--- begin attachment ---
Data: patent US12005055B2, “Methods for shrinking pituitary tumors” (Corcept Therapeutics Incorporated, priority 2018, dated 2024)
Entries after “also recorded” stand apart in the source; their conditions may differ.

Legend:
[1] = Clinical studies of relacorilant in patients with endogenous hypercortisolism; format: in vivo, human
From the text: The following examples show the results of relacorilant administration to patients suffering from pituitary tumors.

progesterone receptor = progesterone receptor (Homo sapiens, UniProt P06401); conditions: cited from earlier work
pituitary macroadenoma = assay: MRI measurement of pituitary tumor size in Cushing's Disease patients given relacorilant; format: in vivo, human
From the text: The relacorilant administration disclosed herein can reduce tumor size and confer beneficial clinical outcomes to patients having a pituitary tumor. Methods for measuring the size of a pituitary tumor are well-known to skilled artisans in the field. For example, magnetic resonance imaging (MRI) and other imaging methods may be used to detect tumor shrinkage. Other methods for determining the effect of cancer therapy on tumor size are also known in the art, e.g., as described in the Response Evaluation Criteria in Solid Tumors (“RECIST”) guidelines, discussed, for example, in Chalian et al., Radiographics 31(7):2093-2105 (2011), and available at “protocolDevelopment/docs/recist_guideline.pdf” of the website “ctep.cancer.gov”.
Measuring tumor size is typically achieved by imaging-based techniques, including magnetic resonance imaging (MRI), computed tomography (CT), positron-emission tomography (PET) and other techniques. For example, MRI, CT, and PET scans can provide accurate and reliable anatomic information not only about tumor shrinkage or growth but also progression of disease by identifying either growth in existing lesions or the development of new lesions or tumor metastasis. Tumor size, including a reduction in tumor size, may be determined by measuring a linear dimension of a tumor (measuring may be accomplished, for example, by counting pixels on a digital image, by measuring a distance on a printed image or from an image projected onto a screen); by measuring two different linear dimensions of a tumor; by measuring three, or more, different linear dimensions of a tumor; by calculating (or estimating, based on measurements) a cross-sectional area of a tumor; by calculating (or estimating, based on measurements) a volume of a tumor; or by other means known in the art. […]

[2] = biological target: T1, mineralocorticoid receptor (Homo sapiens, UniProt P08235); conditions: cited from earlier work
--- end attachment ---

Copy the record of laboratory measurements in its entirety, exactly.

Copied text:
Data: patent US12005055B2, “Methods for shrinking pituitary tumors” (Corcept Therapeutics Incorporated, priority 2018, dated 2024)
Entries after “also recorded” stand apart in the source; their conditions may differ.

Legend:
[1] = Clinical studies of relacorilant in patients with endogenous hypercortisolism; format: in vivo, human
From the text: The following examples show the results of relacorilant administration to patients suffering from pituitary tumors.

progesterone receptor = progesterone receptor (Homo sapiens, UniProt P06401); conditions: cited from earlier work
pituitary macroadenoma = assay: MRI measurement of pituitary tumor size in Cushing's Disease patients given relacorilant; format: in vivo, human
From the text: The relacorilant administration disclosed herein can reduce tumor size and confer beneficial clinical outcomes to patients having a pituitary tumor. Methods for measuring the size of a pituitary tumor are well-known to skilled artisans in the field. For example, magnetic resonance imaging (MRI) and other imaging methods may be used to detect tumor shrinkage. Other methods for determining the effect of cancer therapy on tumor size are also known in the art, e.g., as described in the Response Evaluation Criteria in Solid Tumors (“RECIST”) guidelines, discussed, for example, in Chalian et al., Radiographics 31(7):2093-2105 (2011), and available at “protocolDevelopment/docs/recist_guideline.pdf” of the website “ctep.cancer.gov”.
Measuring tumor size is typically achieved by imaging-based techniques, including magnetic resonance imaging (MRI), computed tomography (CT), positron-emission tomography (PET) and other techniques. For example, MRI, CT, and PET scans can provide accurate and reliable anatomic information not only about tumor shrinkage or growth but also progression of disease by identifying either growth in existing lesions or the development of new lesions or tumor metastasis. Tumor size, including a reduction in tumor size, may be determined by measuring a linear dimension of a tumor (measuring may be accomplished, for example, by counting pixels on a digital image, by measuring a distance on a printed image or from an image projected onto a screen); by measuring two different linear dimensions of a tumor; by measuring three, or more, different linear dimensions of a tumor; by calculating (or estimating, based on measurements) a cross-sectional area of a tumor; by calculating (or estimating, based on measurements) a volume of a tumor; or by other means known in the art. […]

[2] = biological target: T1, mineralocorticoid receptor (Homo sapiens, UniProt P08235); conditions: cited from earlier work